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Danny O’Neill, founder of The Roasterie, sits with his mentor, Henry W. Bloch, co-founder and honorary chairman of H&R Block, at The Roasterie’s newest shop in the H&R Block building.

A COLLABORATION AMONG ENTREPRENEURS YIELDS INNOVATIVE PARTNERSHIP — The Roasterie Café recently opened its newest shop adjacent to the H&R Block tax office at 4231 Main St. The two businesses divide the 4,000-square foot space, which H&R Block has owned and operated for more than two decades, just a few blocks away from H&R Block’s original location in 1955 at 4223 Main Street.

The collaboration between the two Kansas City-born companies is the fruit of a decades-long mentorship between their two founders: Henry W. Bloch, co-founder and honorary chairman of H&R Block, and Danny O’Neill, founder of The Roasterie. 

More than six decades ago, Bloch and his brother, Richard Bloch, began preparing taxes for clients with a clear principle in mind: providing exemplary service for a fair cost. And in 1993, O’Neill started air-roasting coffee beans sourced from around the world with the goal of making exceptional coffee available to Kansas City coffee lovers. Bloch has served as a longtime mentor of O’Neill’s, offering practical advice and wisdom as the younger entrepreneur grew his business into Kansas City’s premier coffee purveyor.

“This is a dream come true for me, personally, and The Roasterie,” O’Neill said. “I have so much respect and admiration for what Henry and Richard did to create a global tax company that serves customers with excellence and integrity. The Roasterie’s values reflect the guidance I have been so honored to receive from Henry over the past 25 years. From this entrepreneur’s perspective, it’s been a priceless relationship that has continually elevated The Roasterie’s product and service.”

The Roasterie Café and Drive-Thru at H&R Block will be open 6 a.m. to 10 p.m. Monday through Friday and 7 a.m. to 10 p.m. Saturday and Sunday.

CHRISTMAS MITZVAH PROJECT CELEBRATES 30TH ANNIVERSARY — The Christmas Mitzvah Project, which has been coordinated by Suzanne Gladney since its exception, last month completed the 30th year it has coordinated activities at local Ronald McDonald Houses so that the employees and regular volunteers could spend Christmas with their families. It also marks the 29th year that the Gilman-Murray family has staffed the original Cherry Street Ronald McDonald House, serving dinner and staying overnight.

Tami Greenberg, CEO at Ronald McDonald House, is grateful for the project’s help. 

“For me, personally, as the leader of the organization, I can’t overstate what a relief it is to know that our families, and our services, are in such loving and good hands during the holidays. We trust and value you all more than you know!” she wrote in a note to Gladney.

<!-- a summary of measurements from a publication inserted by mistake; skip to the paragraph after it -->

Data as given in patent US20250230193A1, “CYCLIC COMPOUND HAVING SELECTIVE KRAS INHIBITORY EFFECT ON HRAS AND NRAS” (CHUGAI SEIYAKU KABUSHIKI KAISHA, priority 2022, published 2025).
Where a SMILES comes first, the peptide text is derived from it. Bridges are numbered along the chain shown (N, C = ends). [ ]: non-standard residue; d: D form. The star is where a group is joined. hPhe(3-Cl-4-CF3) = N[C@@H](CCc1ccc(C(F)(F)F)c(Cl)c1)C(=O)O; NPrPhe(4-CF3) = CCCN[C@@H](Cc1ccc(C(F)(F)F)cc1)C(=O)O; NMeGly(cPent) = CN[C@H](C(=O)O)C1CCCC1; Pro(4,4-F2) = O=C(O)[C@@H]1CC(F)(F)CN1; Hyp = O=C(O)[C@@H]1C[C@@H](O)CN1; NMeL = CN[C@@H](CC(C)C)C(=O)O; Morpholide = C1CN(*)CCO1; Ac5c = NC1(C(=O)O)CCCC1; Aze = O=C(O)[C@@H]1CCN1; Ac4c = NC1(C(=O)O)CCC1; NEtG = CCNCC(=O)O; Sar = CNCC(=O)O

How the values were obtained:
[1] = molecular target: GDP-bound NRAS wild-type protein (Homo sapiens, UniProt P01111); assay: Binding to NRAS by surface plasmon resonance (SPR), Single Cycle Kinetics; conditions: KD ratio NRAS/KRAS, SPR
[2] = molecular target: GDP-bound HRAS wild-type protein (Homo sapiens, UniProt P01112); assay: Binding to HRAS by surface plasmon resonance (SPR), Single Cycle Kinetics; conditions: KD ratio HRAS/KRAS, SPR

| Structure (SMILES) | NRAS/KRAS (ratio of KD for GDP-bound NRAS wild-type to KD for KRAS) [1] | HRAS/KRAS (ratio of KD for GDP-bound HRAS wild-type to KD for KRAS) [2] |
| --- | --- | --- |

KANSAS CITY NEEDS GENTLY USED BRAS — The need for bras for domestic violence victims is a real-world issue, right here in the Kansas City metro, said MaryAnne Metheny, long time chief executive officer of Hope House.

When a woman leaves her home seeking protection from a violent, life-threatening situation, she rarely gets to pack a bag. She arrives at her safe refuge, like Hope House, with only the clothes she is wearing. Hope House will provide her with counseling, care, shelter, food and clothing. And all too often, undergarments are what is most lacking.

Thus, the great need for bras.

Since January 2005, Hope House has partnered with clair de lune, a locally owned lingerie boutique in Hawthorne Plaza in Overland Park, to collect gently used bras to provide women who seek out shelter and assistance to overcome domestic violence in their lives. Through The Great Bra Exchange, clair de lune customers may donate their gently used bras and in return, receive $15 off the purchase of a new bra. The Great Bra Exchange runs from Jan. 4 through Jan. 21. 

“When we opened clair de lune 15 years ago, we wanted to give our customers a channel to help other women in need,” Terry Levine, clair de lune owner, said. “Representatives of Hope House told us that undergarments were all too often the items of clothing that they needed most, but tended to be overlooked through donations.”

The need has only become greater.

“Of course, our customers appreciate being able to get a bra for $15 off, but they are motivated by the simple act of helping other women in the area. Individual customers, even groups of women, will collect bras to donate to Hope House, inspired by our event,” Levine said.

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As of press time on Tuesday, no first Jewish baby of 2018 had been reported. If you have good news to report, please contact Barbara Bayer at 913-951-8425 or This email address is being protected from spambots. You need JavaScript enabled to view it.. Stay tuned!